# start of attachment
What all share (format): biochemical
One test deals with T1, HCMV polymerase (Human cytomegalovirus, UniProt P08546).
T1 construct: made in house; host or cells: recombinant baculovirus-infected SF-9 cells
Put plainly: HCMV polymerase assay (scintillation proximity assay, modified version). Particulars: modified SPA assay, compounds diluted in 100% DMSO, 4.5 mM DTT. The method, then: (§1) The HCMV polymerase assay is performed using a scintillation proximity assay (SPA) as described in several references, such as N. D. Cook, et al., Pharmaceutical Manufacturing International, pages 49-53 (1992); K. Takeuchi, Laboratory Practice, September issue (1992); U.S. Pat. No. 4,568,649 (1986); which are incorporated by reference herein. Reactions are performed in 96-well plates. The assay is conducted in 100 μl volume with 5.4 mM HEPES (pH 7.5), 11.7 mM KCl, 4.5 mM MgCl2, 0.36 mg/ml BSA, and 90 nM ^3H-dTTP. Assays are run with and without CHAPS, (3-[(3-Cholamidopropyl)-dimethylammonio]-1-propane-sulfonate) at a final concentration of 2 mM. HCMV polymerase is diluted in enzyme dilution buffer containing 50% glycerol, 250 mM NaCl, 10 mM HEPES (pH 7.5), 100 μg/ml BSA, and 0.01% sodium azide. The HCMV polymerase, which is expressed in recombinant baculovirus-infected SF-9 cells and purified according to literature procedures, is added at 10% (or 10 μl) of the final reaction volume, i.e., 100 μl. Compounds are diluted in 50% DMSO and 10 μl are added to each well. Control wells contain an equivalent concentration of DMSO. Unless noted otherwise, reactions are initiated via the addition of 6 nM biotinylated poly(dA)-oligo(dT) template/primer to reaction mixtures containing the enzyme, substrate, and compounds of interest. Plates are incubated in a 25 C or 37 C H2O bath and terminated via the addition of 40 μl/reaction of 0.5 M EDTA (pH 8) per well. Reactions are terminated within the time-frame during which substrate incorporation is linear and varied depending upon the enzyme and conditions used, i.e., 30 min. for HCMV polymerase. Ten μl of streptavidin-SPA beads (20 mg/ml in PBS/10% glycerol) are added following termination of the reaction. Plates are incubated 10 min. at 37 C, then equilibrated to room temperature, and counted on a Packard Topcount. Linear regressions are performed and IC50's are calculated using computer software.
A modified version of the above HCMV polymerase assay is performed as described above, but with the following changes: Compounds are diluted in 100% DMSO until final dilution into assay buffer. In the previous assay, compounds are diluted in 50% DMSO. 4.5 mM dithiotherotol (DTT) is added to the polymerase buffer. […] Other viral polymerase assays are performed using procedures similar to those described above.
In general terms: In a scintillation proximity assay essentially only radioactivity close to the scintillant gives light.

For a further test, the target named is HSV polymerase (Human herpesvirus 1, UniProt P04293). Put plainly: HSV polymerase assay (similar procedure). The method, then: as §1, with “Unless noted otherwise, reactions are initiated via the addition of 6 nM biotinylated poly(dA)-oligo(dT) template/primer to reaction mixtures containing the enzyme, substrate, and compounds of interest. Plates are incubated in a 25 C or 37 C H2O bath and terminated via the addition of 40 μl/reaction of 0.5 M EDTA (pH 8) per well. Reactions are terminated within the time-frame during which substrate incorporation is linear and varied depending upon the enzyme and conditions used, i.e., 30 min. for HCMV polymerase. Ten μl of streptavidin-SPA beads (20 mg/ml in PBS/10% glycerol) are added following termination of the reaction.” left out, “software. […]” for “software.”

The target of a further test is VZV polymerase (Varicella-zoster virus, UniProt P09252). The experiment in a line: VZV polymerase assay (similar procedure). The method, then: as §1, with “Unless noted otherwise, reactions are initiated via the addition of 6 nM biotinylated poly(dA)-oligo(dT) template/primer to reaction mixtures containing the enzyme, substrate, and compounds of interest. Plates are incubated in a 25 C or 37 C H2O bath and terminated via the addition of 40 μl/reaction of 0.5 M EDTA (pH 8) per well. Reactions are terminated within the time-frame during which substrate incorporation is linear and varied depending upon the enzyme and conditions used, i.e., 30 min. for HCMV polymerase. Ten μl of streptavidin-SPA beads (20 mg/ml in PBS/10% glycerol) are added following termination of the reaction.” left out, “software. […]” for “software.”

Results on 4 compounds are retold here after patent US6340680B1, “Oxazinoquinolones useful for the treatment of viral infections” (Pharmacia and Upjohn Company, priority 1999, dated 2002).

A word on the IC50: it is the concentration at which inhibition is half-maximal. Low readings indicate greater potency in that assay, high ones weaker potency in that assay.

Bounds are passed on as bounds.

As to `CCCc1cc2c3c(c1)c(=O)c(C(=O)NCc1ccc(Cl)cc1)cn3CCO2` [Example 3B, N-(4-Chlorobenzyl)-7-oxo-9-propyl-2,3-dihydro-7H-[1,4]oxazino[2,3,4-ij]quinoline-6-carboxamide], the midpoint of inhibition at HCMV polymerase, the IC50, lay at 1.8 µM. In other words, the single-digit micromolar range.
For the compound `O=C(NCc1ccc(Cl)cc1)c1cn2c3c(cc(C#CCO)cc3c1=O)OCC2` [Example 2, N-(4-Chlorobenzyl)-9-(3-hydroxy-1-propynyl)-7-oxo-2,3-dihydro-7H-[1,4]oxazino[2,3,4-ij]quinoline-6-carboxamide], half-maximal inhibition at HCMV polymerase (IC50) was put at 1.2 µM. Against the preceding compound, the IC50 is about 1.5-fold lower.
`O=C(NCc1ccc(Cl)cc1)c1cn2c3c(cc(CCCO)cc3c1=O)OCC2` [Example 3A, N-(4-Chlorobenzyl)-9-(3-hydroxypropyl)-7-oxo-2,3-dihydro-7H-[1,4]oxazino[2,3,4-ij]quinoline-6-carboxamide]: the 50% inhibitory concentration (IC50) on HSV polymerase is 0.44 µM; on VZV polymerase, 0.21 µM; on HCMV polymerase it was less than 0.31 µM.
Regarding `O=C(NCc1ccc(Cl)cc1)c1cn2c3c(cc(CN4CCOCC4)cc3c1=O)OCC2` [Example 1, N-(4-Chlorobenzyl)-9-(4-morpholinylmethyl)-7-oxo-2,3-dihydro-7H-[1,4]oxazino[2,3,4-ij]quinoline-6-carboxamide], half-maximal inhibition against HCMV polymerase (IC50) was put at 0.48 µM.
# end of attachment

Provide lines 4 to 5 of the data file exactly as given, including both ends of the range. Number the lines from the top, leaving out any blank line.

Put plainly: HCMV polymerase assay (scintillation proximity assay, modified version). Particulars: modified SPA assay, compounds diluted in 100% DMSO, 4.5 mM DTT. The method, then: (§1) The HCMV polymerase assay is performed using a scintillation proximity assay (SPA) as described in several references, such as N. D. Cook, et al., Pharmaceutical Manufacturing International, pages 49-53 (1992); K. Takeuchi, Laboratory Practice, September issue (1992); U.S. Pat. No. 4,568,649 (1986); which are incorporated by reference herein. Reactions are performed in 96-well plates. The assay is conducted in 100 μl volume with 5.4 mM HEPES (pH 7.5), 11.7 mM KCl, 4.5 mM MgCl2, 0.36 mg/ml BSA, and 90 nM ^3H-dTTP. Assays are run with and without CHAPS, (3-[(3-Cholamidopropyl)-dimethylammonio]-1-propane-sulfonate) at a final concentration of 2 mM. HCMV polymerase is diluted in enzyme dilution buffer containing 50% glycerol, 250 mM NaCl, 10 mM HEPES (pH 7.5), 100 μg/ml BSA, and 0.01% sodium azide. The HCMV polymerase, which is expressed in recombinant baculovirus-infected SF-9 cells and purified according to literature procedures, is added at 10% (or 10 μl) of the final reaction volume, i.e., 100 μl. Compounds are diluted in 50% DMSO and 10 μl are added to each well. Control wells contain an equivalent concentration of DMSO. Unless noted otherwise, reactions are initiated via the addition of 6 nM biotinylated poly(dA)-oligo(dT) template/primer to reaction mixtures containing the enzyme, substrate, and compounds of interest. Plates are incubated in a 25 C or 37 C H2O bath and terminated via the addition of 40 μl/reaction of 0.5 M EDTA (pH 8) per well. Reactions are terminated within the time-frame during which substrate incorporation is linear and varied depending upon the enzyme and conditions used, i.e., 30 min. for HCMV polymerase. Ten μl of streptavidin-SPA beads (20 mg/ml in PBS/10% glycerol) are added following termination of the reaction. Plates are incubated 10 min. at 37 C, then equilibrated to room temperature, and counted on a Packard Topcount. Linear regressions are performed and IC50's are calculated using computer software.
A modified version of the above HCMV polymerase assay is performed as described above, but with the following changes: Compounds are diluted in 100% DMSO until final dilution into assay buffer. In the previous assay, compounds are diluted in 50% DMSO. 4.5 mM dithiotherotol (DTT) is added to the polymerase buffer. […] Other viral polymerase assays are performed using procedures similar to those described above.